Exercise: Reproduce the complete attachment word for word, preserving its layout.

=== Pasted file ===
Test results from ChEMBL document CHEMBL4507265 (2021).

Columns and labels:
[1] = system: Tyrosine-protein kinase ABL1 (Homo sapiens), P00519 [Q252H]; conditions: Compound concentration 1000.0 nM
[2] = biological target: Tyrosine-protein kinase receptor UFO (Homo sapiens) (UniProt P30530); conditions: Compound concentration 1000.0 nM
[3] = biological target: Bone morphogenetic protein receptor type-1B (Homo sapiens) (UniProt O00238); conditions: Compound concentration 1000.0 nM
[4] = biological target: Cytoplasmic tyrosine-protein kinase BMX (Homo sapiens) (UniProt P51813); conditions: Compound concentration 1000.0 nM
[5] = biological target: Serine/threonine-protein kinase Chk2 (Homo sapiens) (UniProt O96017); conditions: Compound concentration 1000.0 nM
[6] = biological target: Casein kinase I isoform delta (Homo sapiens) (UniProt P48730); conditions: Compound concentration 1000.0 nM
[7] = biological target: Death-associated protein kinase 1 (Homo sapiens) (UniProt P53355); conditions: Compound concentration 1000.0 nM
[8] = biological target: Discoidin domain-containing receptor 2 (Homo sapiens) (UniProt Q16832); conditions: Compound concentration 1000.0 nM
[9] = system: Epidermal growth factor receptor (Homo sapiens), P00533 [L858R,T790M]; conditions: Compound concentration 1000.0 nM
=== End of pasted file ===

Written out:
Test results from ChEMBL document CHEMBL4507265 (2021).

Columns and labels:
[1] = system: Tyrosine-protein kinase ABL1 (Homo sapiens), P00519 [Q252H]; conditions: Compound concentration 1000.0 nM
[2] = biological target: Tyrosine-protein kinase receptor UFO (Homo sapiens) (UniProt P30530); conditions: Compound concentration 1000.0 nM
[3] = biological target: Bone morphogenetic protein receptor type-1B (Homo sapiens) (UniProt O00238); conditions: Compound concentration 1000.0 nM
[4] = biological target: Cytoplasmic tyrosine-protein kinase BMX (Homo sapiens) (UniProt P51813); conditions: Compound concentration 1000.0 nM
[5] = biological target: Serine/threonine-protein kinase Chk2 (Homo sapiens) (UniProt O96017); conditions: Compound concentration 1000.0 nM
[6] = biological target: Casein kinase I isoform delta (Homo sapiens) (UniProt P48730); conditions: Compound concentration 1000.0 nM
[7] = biological target: Death-associated protein kinase 1 (Homo sapiens) (UniProt P53355); conditions: Compound concentration 1000.0 nM
[8] = biological target: Discoidin domain-containing receptor 2 (Homo sapiens) (UniProt Q16832); conditions: Compound concentration 1000.0 nM
[9] = system: Epidermal growth factor receptor (Homo sapiens), P00533 [L858R,T790M]; conditions: Compound concentration 1000.0 nM